The other factor that renders Rhodes state or institutional statistics subject to easy misinterpretation, or misapplication, is that applicants have always been eligible to apply either in their state of residence or the state in which they attend college. This has the effect, in the context of institutional comparisons, of "advantaging" those institutions that recruit outstanding students nationally over those whose strongest students are likely to be eligible primarily in one (or a few) states (for example, Stanford over UC Berkeley; or an Ivy League university over the University of Michigan). And all this said, the award is a personal one; selectors choose the strongest applicants in their geographic pool, and regardless of institution attended and any presumed advantages, or disadvantages, that some might possibly ascribe to attendance at a particular college.
  • Venkat89Venkat89 Posts: 7,327Registered User Senior Member
    Another thing that would be interesting is to break down Rhode Scholars by regions and contained schools. For instance, I believe that Yale, Harvard, MIT, and Brown students are all competing for the same 2 spots (not 100% sure how this works) each year.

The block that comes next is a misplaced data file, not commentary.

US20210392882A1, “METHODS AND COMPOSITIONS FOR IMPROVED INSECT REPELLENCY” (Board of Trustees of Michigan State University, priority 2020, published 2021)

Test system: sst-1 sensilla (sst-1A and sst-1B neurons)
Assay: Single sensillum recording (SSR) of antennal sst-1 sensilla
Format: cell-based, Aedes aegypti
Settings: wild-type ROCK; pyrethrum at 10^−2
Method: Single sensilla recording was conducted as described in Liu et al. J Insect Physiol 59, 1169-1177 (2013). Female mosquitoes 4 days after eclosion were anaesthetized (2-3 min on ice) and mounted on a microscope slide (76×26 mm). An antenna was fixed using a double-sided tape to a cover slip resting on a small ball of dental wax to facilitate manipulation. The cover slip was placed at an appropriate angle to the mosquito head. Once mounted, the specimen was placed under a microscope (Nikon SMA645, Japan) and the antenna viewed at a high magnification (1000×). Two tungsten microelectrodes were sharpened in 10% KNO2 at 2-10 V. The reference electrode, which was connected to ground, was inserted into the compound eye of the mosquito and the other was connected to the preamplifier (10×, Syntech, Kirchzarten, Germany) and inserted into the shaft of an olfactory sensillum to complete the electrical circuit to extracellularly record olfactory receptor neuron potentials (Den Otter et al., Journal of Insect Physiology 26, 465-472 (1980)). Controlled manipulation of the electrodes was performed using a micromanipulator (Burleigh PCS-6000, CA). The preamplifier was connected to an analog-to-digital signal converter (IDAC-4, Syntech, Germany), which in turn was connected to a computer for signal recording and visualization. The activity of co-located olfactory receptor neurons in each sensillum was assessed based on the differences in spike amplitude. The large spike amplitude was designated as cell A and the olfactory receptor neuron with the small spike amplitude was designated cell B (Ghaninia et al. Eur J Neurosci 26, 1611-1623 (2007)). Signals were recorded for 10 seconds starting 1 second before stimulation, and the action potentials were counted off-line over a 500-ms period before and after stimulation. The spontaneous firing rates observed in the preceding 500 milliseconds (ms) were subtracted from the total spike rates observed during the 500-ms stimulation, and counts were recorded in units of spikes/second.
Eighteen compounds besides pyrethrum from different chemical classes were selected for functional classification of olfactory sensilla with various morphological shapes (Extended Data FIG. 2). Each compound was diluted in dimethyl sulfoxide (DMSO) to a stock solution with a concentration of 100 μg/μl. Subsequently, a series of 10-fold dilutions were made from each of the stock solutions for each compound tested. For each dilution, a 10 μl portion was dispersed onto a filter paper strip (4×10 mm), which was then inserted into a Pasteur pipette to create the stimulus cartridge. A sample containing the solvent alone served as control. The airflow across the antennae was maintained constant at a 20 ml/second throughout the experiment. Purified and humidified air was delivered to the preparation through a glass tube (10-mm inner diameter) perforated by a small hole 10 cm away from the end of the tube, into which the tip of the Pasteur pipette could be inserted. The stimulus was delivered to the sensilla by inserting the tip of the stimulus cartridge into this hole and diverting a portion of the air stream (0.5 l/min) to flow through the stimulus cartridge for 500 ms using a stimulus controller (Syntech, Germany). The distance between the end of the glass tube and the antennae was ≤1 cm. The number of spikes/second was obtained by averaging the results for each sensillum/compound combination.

Rhodes is done by home state, not school state. That's the only way Harvard and MIT both had two Rhodes Scholars in 2009.
  • IBclass06IBclass06 Posts: 2,846Registered User Senior Member
    Y7ongjun wrote:
    UNC 39
    This immediately causes me to doubt your entire list.

    UNC has produced 43 Rhodes scholars. Update your numbers.
    Y7ongjun wrote:
    Some of the public colleges are doing well because of their size and their ability to produce leaders.
    Not Berkeley, notably. It's produced a grand total of 5 in the last 50 years, less than Harvard in a single year. Michigan has similarly low numbers.



    Venkat- Rhodes can be either by home state OR school state.
  • Venkat89Venkat89 Posts: 7,327Registered User Senior Member
    My bad. No wonder Ivies love state diversity. More Rhodes scholars if everyone isn't from the north east.
  • modestmelodymodestmelody Posts: 4,651Registered User Senior Member
    ^^
    Has nothing to do with it.
  • Y7ongjunY7ongjun Posts: 83Registered User Junior Member
    IBClass2006:


    Here is the complete official Rhodes Scholars. I did not make it up.

    http://www.rhodesscholar.org/assets/PDF/2009/Institutions_for_Website_7_30_09.pdf


    According to phychology studies, most people are biased in decision making. Most of us form our perceptions according to limited data. Once our perception is formed, it is very hard to change even though large evidence to show that the perception is biased.
  • rjkofnovirjkofnovi Posts: 8,950Registered User Senior Member